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Not breaking, but foreshore

But, it’s still a good story.


2024 started with a few more rejections than I’d like.




Eight years ago, I left my full-time job as editor-in-chief to have a better work-life balance. Since then, I’ve continued to freelance write for various publications and organizations on the Oregon Coast. Work that I’m beyond grateful for. Assignments and pitches that have sustained my living as a writer, but has also given me the flexibility to continue coaching, fixing up houses, and most importantly, starting a family.


Yet, work as a freelancer comes with rejection. Story doesn’t fit the theme. Budget cuts. Not breaking news. No space. There’s a myriad of reasons.


After each rejection, it stings. It’s a little about me, that my idea wasn’t good enough, but mostly I can’t help but think that whatever I pitched: “is still a good story.” Yet, sometimes that piece doesn’t have a place to land. So, I made one.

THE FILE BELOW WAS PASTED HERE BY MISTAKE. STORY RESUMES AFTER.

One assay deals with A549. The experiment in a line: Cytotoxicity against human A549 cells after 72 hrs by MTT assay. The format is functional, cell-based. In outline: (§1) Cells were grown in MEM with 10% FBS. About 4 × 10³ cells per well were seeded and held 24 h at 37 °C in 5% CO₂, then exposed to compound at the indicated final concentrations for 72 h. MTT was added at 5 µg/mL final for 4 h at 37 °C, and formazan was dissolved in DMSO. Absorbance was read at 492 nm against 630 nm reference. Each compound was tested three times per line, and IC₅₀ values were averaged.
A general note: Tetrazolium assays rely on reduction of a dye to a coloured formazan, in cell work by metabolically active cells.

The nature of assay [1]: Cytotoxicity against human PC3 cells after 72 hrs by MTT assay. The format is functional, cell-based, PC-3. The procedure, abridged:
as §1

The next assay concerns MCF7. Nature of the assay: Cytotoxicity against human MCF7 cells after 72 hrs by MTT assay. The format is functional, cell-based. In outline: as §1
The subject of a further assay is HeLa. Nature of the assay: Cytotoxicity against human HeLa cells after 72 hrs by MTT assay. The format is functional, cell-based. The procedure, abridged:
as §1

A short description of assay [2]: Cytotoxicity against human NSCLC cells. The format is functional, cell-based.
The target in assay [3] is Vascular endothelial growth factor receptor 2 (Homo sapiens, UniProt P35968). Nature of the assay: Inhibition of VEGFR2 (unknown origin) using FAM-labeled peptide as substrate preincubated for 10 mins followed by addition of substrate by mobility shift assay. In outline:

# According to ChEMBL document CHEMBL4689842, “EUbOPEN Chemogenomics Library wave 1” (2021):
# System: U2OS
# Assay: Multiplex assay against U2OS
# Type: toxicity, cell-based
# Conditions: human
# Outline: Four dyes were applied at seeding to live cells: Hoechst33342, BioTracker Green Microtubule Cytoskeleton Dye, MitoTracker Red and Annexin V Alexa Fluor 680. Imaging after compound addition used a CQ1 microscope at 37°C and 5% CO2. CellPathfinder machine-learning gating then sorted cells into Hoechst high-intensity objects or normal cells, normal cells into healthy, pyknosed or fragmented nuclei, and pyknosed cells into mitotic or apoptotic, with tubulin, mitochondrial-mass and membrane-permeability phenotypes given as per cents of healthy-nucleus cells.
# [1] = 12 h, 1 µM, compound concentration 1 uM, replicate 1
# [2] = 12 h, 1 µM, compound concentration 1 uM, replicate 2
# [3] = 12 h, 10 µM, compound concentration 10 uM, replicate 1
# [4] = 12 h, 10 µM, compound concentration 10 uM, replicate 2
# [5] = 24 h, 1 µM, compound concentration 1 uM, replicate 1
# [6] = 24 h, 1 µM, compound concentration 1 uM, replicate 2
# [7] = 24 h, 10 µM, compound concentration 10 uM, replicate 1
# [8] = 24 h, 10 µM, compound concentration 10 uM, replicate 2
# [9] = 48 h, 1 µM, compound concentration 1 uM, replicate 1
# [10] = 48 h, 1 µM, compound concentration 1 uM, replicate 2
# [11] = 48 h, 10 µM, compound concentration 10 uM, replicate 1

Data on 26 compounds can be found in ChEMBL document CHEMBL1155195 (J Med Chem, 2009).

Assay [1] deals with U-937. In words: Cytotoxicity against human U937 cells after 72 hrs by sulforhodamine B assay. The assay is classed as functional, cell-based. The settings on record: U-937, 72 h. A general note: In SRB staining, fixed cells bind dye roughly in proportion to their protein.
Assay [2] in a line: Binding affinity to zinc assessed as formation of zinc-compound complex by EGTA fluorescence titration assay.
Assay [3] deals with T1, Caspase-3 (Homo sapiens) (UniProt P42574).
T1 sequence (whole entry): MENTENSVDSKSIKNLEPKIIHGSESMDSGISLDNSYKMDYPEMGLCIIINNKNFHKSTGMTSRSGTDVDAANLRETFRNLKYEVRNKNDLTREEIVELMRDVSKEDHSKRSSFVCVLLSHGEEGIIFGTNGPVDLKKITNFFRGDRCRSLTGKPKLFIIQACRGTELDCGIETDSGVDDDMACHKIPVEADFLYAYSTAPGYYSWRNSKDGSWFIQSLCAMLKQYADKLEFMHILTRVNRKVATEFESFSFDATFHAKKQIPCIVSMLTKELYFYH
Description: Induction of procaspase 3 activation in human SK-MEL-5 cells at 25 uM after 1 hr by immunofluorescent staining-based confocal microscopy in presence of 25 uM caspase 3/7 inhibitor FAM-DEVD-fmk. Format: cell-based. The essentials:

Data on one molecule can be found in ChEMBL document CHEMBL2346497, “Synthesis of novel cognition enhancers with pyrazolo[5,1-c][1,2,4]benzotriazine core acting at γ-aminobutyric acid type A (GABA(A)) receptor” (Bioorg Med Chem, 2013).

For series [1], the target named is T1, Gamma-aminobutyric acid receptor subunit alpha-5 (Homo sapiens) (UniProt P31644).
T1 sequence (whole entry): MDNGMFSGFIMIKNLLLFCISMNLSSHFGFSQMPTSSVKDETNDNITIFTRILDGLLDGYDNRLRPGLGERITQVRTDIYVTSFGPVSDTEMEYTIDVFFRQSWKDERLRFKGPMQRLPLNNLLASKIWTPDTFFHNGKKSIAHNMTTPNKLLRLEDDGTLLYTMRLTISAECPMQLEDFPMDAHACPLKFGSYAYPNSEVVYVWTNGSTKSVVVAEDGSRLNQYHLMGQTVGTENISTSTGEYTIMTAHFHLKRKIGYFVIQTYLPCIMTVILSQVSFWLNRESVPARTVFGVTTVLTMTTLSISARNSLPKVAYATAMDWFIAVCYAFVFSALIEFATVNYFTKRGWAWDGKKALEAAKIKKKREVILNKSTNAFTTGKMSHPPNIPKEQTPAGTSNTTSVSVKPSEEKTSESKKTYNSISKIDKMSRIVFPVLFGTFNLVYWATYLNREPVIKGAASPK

Looking back on a decade of work, my favorite stories are usually not determined by number of reads or shares on social media, but by the passion of those I interview. I’ve always enjoyed the challenge of finding a unique angle in just about anything. Everyone has a story to tell, and I immensely appreciate those who have agreed and entrusted me to share theirs.


Not every story is breaking news, but our community’s collective stories create empathy and keep us resilient. The “foreshore” is the space between water and cultivated land. It’s not in the breaking waves, but what’s left after the tide recedes: a protection to the shore, even when the whitecaps become fierce.


As a project, I hope Foreshore Features will be a landing place for human interest pieces about the people and places of Tillamook County.  


Plus, it’s a fun play on words, because I’ll know “fore-sure” that my feature stories are published.


Reading is support, so thanks for yours!  


Have something you’d like to see in print? Feel free to reach out.


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